If you're seeing this message, it means we're having trouble loading external resources on our website.

If you're behind a web filter, please make sure that the domains *.kastatic.org and *.kasandbox.org are unblocked.

Main content

Unearthing the Aztec past, the destruction of the Templo Mayor

The Templo Mayor, a key Aztec temple, was destroyed and buried by the Spaniards during their conquest. Today, its remains reveal seven layers of construction, each by a different ruler. The temple was dedicated to two main Aztec deities, Huitzilopochtli and Tlaloc. Despite its destruction, Mexico continues to discover and protect its cultural heritage. 
Unearthing the Aztec past, the destruction of the Templo Mayor (Mexico City) Speakers: Dr. Lauren Kilroy-Ewbank and Dr. Steven Zucker.
Created by Beth Harris and Steven Zucker.

Want to join the conversation?

Video transcript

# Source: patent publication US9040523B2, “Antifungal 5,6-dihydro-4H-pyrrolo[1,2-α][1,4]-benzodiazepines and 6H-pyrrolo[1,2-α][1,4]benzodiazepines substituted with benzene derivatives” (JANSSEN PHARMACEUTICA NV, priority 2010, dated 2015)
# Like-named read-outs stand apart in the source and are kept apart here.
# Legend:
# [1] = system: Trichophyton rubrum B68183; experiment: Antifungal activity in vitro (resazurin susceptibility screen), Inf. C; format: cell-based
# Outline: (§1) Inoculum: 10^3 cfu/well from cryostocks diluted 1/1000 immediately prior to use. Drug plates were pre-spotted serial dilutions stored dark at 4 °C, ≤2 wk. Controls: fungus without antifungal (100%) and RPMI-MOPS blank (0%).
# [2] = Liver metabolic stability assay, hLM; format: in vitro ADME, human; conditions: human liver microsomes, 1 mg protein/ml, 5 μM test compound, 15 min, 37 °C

(jazz music) - [Dr. Zucker] We're standing in the middle of Mexico City in what was once the sacred precinct of the Aztecs. And we're looking at the ruins of the Templo Mayor, their main temple. - [Dr. Kilroy-Ewbank] When you are on site at the Templo Mayor today, it can be a bit disorienting, because the temple itself is not complete anymore. It was destroyed and buried by the Spaniards with the conquest. And so what you see today are the remains of this temple. - [Dr. Zucker] And we've just walked up this ramp that has taken us through layer after layer of seven building campaigns. These were undertaken by succeeding rulers. The previous temple would be filled over with dirt and stone rubble and then encased in a finished stone structure, a larger pyramid which would be then surfaced with stucco and brightly painted, and then decorated with an enormous number of sculptural forms. - [Dr. Kilroy-Ewbank] We get a good sense of how the Templo Mayor would have looked to the Spanish when they arrived here in 1519. The Templo Mayor was a twin temple, devoted to the Aztecs two main deities. Huitzilopochtli, the god of war and a sun god. And the god Tlaloc, who was a rain and agricultural deity. And so the Templo Mayor was part of this larger sacred precinct that included a variety of buildings, including temples to other important deities, like the feathered serpent deity Quetzalcoatl, or to the Sun disk, Tonatiuh. So when Hernán Cortés, the Spanish conquistador arrived here in 1519, he and many of the men with him were incredibly impressed with what they were seeing. They were overwhelmed with the beauty of Tenochtitlan, or the Aztec capital city. One of the soldiers with Cortés wrote about his experiences. He says this, "we saw so many cities and villages built in the water, and other great towns on dry land and that straight and level causeway going towards Mexico, we were amazed, on account of the great towers and temples and buildings rising from the water. And all built of masonry, and some of our soldiers asked whether the things that we saw were not a dream." - [Dr. Zucker] So let's describe for just a moment what the Spanish must have seen when they first arrived. They saw a huge double staircase that rose steeply up, and then at the top a large platform, with twin temples on the top. In order to get to the temples, you would have passed by on the right a stone altar, and on the left, a sculptural figure that showed an individual on his back with a bowl over his belly. - [Dr. Kilroy-Ewbank] And this is what's called chacmool, and both this individual and the sacrificial stone that you would have passed were likely used during many of the ritual ceremonies that took place during the monthly festivals. Unfortunately today, much of what was once the sacred precinct is underneath modern day Mexico City. Underneath buildings that are still standing. - [Dr. Zucker] Such as the cathedral of the City of Mexico. - [Dr. Kilroy-Ewbank] And the Plaza Mayor or the Zócalo. All of these would have been part of the sacred precinct, or the area just immediately surrounding it. - [Dr. Zucker] We've gone inside to look at reconstructions of the Templo Mayor. The temple was intentionally destroyed. It wasn't transformed the way that for instance, a catholic church might be transformed into a protestant church. This is the actual destruction of the most sacred temple, in the most sacred part of the capital city of the Aztecs. - [Dr. Kilroy-Ewbank] Even though we have all these accounts written by Spaniards, who were commenting how beautiful and amazing it was, they still raized much of the city, in particular the sacred precinct. And what we do find then is the building on top of many of these structures using the stones that had been part of these Aztec buildings. - [Dr. Zucker] And the violence wasn't just perpetrated on the people and the buildings of Tenochtitlan, but other kinds of symbols. For instance sculptures were intentionally toppled, or buried. - [Dr. Kilroy-Ewbank] And you have sculptures that are then recarved into columns. You have sculptures made by the Spaniards, for Christian purposes that were clearly once Aztec sacred objects. So objects like Cuauhxicalli, receptacles for blood or various implements for sacrifice were sometimes transformed into baptismal fonts. And if we look at the Metropolitan Cathedral, the main cathedral in the Zócalo in Mexico City, we know that some of the stones from the Templo Mayor were reused in its initial construction. - [Dr. Zucker] So this is a physical expression of the spiritual and political conquest. This needs to be understood within a broader context of the reconquest. - [Dr. Kilroy-Ewbank] The Reconquista, the reconquest in Spain, is when we're talking about Spaniards who are trying to reconquer the Iberian peninsula from Muslims. Who had taken over much of the peninsula in the eighth century. So the reconquest ends in 1492, shortly before their coming to the Americas and coming into contact with people like the Aztecs. You can see for instance the Great Mosque of Cordoba, with a Christian church built into the center of the building as this sign of both political and spiritual conquest. - [Dr. Zucker] But in that case, they left the great majority of the mosque, and simply built a church in the center. Here, we have almost a complete destruction of the sacred precinct. - [Dr. Kilroy-Ewbank] If you go to Mexico City today, you can see ongoing excavations of parts of what had been the sacred precinct. Mexico is very protective of its cultural heritage. You have organizations like INAH, who are responsible for these excavations and the protection of these important sites. And so, say a building is going to be taken down and something new built on top of it, or if they are constructing subway lines, INAH has the responsibility to send in archeologists to see if there is anything there that is part of this Meso-American cultural heritage. - [Dr. Zucker] And new things are being discovered regularly, this awareness of the value of Mexico's cultural history goes back even to the colonial period. Where you have an increasing recognition of what was lost. - [Dr. Kilroy-Ewbank] During the colonial period you have Spaniards born in the Americas known as Americanos or Criollos, Creoles. And as we're progressing throughout the colonial period, they're becoming increasingly interested in the Meso-American past as a way to separate themselves from Spaniards on the Iberian peninsula. - [Dr. Zucker] And then in the post-colonial period, after Mexico wins independence, we see this interest most visibly in the 1920s, in the 1930s, in the great mural paintings of artists like Diego Rivera. So modern Mexico City is a complex layering of modern and pre-colonial history. Imagine what we'll find in the future. (jazz music)